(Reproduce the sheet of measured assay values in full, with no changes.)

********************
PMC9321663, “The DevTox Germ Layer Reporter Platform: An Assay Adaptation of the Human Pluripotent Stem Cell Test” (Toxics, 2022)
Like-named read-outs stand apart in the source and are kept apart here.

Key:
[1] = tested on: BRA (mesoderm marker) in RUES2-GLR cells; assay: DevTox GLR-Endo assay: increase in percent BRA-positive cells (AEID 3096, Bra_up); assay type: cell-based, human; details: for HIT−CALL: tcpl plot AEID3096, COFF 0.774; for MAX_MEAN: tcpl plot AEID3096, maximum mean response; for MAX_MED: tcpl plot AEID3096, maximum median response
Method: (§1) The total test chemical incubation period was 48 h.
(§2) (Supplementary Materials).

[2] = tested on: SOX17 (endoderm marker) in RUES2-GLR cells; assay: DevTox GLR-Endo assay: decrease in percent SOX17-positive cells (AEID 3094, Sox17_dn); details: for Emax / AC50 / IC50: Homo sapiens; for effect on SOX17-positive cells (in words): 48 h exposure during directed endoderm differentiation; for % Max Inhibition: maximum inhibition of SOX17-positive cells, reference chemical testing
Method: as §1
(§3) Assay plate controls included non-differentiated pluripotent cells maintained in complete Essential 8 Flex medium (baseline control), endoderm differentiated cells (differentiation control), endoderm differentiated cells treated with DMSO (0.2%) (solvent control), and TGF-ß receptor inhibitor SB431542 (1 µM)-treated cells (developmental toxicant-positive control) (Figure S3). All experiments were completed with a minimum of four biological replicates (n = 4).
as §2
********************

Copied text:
PMC9321663, “The DevTox Germ Layer Reporter Platform: An Assay Adaptation of the Human Pluripotent Stem Cell Test” (Toxics, 2022)
Like-named read-outs stand apart in the source and are kept apart here.

Key:
[1] = tested on: BRA (mesoderm marker) in RUES2-GLR cells; assay: DevTox GLR-Endo assay: increase in percent BRA-positive cells (AEID 3096, Bra_up); assay type: cell-based, human; details: for HIT−CALL: tcpl plot AEID3096, COFF 0.774; for MAX_MEAN: tcpl plot AEID3096, maximum mean response; for MAX_MED: tcpl plot AEID3096, maximum median response
Method: (§1) The total test chemical incubation period was 48 h.
(§2) (Supplementary Materials).

[2] = tested on: SOX17 (endoderm marker) in RUES2-GLR cells; assay: DevTox GLR-Endo assay: decrease in percent SOX17-positive cells (AEID 3094, Sox17_dn); details: for Emax / AC50 / IC50: Homo sapiens; for effect on SOX17-positive cells (in words): 48 h exposure during directed endoderm differentiation; for % Max Inhibition: maximum inhibition of SOX17-positive cells, reference chemical testing
Method: as §1
(§3) Assay plate controls included non-differentiated pluripotent cells maintained in complete Essential 8 Flex medium (baseline control), endoderm differentiated cells (differentiation control), endoderm differentiated cells treated with DMSO (0.2%) (solvent control), and TGF-ß receptor inhibitor SB431542 (1 µM)-treated cells (developmental toxicant-positive control) (Figure S3). All experiments were completed with a minimum of four biological replicates (n = 4).
as §2